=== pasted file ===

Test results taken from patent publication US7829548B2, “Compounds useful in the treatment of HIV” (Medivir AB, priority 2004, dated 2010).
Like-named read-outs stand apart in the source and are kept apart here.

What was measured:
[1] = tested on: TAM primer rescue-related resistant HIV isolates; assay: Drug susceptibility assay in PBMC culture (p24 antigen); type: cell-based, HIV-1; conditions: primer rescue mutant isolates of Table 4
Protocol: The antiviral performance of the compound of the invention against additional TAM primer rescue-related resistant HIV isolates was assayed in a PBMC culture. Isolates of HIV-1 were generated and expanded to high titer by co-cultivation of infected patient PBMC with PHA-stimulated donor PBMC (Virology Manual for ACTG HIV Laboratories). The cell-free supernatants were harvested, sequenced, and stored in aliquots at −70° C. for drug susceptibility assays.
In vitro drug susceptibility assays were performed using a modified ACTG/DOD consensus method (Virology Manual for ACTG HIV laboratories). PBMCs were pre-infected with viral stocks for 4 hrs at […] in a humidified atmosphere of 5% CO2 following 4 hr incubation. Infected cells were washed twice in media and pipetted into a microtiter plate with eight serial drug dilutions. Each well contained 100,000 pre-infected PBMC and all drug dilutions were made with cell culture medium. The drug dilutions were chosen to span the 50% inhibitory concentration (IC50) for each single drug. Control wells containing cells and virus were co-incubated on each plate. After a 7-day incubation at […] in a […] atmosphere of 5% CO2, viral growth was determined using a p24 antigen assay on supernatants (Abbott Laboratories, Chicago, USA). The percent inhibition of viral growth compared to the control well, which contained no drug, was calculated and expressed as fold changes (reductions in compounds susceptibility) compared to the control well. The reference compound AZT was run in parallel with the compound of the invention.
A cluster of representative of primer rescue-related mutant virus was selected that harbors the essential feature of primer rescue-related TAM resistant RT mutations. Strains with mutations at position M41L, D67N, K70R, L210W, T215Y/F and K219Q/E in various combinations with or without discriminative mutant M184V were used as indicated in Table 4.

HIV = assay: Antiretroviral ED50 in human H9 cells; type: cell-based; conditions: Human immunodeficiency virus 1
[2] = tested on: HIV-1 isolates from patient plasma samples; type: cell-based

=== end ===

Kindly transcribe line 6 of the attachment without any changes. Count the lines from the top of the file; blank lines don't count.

In vitro drug susceptibility assays were performed using a modified ACTG/DOD consensus method (Virology Manual for ACTG HIV laboratories). PBMCs were pre-infected with viral stocks for 4 hrs at […] in a humidified atmosphere of 5% CO2 following 4 hr incubation. Infected cells were washed twice in media and pipetted into a microtiter plate with eight serial drug dilutions. Each well contained 100,000 pre-infected PBMC and all drug dilutions were made with cell culture medium. The drug dilutions were chosen to span the 50% inhibitory concentration (IC50) for each single drug. Control wells containing cells and virus were co-incubated on each plate. After a 7-day incubation at […] in a […] atmosphere of 5% CO2, viral growth was determined using a p24 antigen assay on supernatants (Abbott Laboratories, Chicago, USA). The percent inhibition of viral growth compared to the control well, which contained no drug, was calculated and expressed as fold changes (reductions in compounds susceptibility) compared to the control well. The reference compound AZT was run in parallel with the compound of the invention.